Thursday, December 29, 2011
Wednesday, December 21, 2011
Since the mention of a satisfied customer pay raise
in this mornings staff meeting, Melvin had been
positively perky with the kiddies.
Kevin always got a warm feeling whenever he sat on Santa's lap, and he was not above sharing
|The McDonald's forehead product placement was OK, but the latex gloves were a little Stephen King.|
|To Moms chagrin, both Junior and Santa were watching Oprah.|
|Fortunately, Muffys Mommy had been investing yearly in her works cafeteria spending plans option for child psychotherapy|
Tuesday, December 20, 2011
Monday, December 12, 2011
|Subpar. I'll get it right next year.|
Holiday decorations say a lot about the mommy — so says the fluffy magazine I was forced to read at the barbershop because all the fishing and streaming magazines were taken.I, however, am the manly man, real-guy, don't-mess-with-me dad. And I have become the biggest mommy of them all when it comes to Christmas decorations.
I have the schematic for the outside lights planned for months. I actually start the year previous, before I take down the twinkles from the roof, the chimney, and the dog. I track what I think worked and what didn't. I remember what got compliments and what was cringe-worthy.
My involvement with Christmas decorating started years ago with a solitary grape-vine reindeer, which, even then, wasn’t enough decoration for our neighborhood. Our next-door lady, so docile in warmer weather, became an animal with both garland and plastic wrap in industrial rolls. She entombed her house in red plastic, so visiting her was like a level of Dante’s Inferno.
So I added a riding Santa to my yard decor, which came with a cute little grape-wreath pipe, which made the neighborhood come unglued with its political incorrectness. So, I spent some time trying to reweave the pipe into something else.
All I could come up with was a magnifying glass, which turned Santa into a fat and festive Sherlock Holmes.
And still the decorations were not enough — way too subtle. I still got looks from the morning jogging neighborhood woman that said “nice try, Christmas daddy, but you have a long way to go." I answered with a look of my own, which said, “I am just warming up, you holiday twig, so be prepared.”
Then the world was blessed with the simplicity of inflatables. They were cute for a year, but we were poor and couldn't afford them. So, I blew up our fishing raft, put a bow on it and placed it under Detective Santa. My kids named it the U.S.S. Watson.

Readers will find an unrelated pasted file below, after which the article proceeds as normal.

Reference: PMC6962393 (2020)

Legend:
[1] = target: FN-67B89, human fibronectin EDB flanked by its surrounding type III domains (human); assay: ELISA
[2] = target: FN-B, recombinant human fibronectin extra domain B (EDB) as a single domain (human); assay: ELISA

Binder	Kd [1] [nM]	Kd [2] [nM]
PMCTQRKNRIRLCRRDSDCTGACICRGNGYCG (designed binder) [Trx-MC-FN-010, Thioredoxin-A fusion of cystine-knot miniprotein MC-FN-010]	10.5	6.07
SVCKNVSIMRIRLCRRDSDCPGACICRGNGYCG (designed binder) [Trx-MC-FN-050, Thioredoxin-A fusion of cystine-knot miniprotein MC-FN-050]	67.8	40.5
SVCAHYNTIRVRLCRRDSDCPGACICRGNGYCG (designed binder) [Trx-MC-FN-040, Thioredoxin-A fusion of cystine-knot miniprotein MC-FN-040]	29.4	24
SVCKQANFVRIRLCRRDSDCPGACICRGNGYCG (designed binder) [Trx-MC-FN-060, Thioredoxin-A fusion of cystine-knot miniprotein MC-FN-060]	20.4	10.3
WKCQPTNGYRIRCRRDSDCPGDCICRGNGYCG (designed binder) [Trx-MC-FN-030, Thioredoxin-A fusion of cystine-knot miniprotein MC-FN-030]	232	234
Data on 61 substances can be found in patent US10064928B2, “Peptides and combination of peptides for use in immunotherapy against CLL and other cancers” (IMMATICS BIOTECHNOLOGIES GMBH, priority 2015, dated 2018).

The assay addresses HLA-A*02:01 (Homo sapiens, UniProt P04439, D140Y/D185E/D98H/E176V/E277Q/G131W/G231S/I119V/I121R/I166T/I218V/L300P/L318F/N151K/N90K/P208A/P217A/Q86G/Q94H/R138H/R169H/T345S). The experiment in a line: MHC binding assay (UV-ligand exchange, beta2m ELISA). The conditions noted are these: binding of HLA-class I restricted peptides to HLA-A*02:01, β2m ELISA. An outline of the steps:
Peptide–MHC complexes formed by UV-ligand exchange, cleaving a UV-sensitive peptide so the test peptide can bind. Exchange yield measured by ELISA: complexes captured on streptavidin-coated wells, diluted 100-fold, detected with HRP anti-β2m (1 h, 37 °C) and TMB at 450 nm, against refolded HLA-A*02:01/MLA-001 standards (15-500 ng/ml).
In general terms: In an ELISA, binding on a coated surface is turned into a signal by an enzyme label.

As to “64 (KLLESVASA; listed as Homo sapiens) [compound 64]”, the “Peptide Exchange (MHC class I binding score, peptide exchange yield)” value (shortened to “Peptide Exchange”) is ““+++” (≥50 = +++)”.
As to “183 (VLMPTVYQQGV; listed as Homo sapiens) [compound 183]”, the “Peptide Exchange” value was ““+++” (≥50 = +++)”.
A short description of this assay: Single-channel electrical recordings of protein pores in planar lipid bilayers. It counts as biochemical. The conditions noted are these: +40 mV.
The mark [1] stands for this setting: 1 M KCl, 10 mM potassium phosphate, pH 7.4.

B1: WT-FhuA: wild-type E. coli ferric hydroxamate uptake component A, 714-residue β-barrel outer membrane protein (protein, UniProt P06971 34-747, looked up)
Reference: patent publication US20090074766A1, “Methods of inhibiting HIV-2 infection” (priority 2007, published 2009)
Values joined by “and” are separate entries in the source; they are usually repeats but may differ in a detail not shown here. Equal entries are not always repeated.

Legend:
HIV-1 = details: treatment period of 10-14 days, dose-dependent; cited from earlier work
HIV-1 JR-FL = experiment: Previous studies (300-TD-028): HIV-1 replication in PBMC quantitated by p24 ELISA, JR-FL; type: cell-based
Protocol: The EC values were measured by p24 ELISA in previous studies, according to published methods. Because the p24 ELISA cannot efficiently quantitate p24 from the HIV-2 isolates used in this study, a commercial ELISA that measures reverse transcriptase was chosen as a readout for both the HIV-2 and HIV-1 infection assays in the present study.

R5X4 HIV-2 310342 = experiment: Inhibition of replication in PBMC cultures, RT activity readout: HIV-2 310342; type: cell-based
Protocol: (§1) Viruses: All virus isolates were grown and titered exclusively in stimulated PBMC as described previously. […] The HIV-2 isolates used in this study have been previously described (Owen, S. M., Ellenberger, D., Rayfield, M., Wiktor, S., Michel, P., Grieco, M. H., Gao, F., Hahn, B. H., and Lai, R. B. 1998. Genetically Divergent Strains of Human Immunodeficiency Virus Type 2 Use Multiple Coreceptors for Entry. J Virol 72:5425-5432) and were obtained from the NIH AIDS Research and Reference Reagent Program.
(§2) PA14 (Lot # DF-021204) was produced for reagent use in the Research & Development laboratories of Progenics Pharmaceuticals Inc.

I realized that I had missed the decor mark when I plucked a burning arrow out of the stern with a note on it that said, "Nice job, Christmas daddy — Not!"
I have since drawn the line at inflatable’s — mostly because they are tacky and can be negated with a simple burning arrow, and partly because they keep popping the fuse and leaving the neighborhood in a blackout.
Inside the house, decorating was easier. I opened up one of my wife’s magazines, which said to use household items in the tree for an unexpected yet homey touch. The problem was having to pull stuff out of the tree whenever I needed to drain noodles or clean the tub.
The household tree was a bust. So was the "international breakfast tree" and the "tree of a thousand marbles."
The "Beatles" tree was covered with little vinyl records, wigs and walruses.
And as much as I liked the “chicken up a tree” tree, I didn’t like having to get up early to hold its beak shut so that it wouldn’t wake up the neighbors.
I didn't want to turn into a controlling mom, so I started letting the kids decorate the tree. This meant that there was a ring about three feet high that was covered with pages from coloring books, plastic stretchy bracelets and anything shiny, while the rest of the tree was as naked as ... as something with no clothes on.
So Mega Dad went to work — my alter ego. Today’s Christmas tree is crystal and has a corporate sponsor. It sports its own circuit breaker and its own switch so I don’t have to don protective gear and knee pads to plug it in.
It is the epitome of good taste.
The outside decor benefited from my intensity as well. I am the awe of the neighborhood. Where I was once the yesteryear's guy who was "not enough," I'm now the unmitigated "awww" of skinny joggers in the surrounding neighborhoods.
I no longer get anonymous stealth notes to berate me. I am the standard, I am the walrus. My twinkle lights gracefully extend into the heavens, and all want to know my secret.
And I tell them. It's mommy power.
|Justin Bieber in four years when the meds wear off|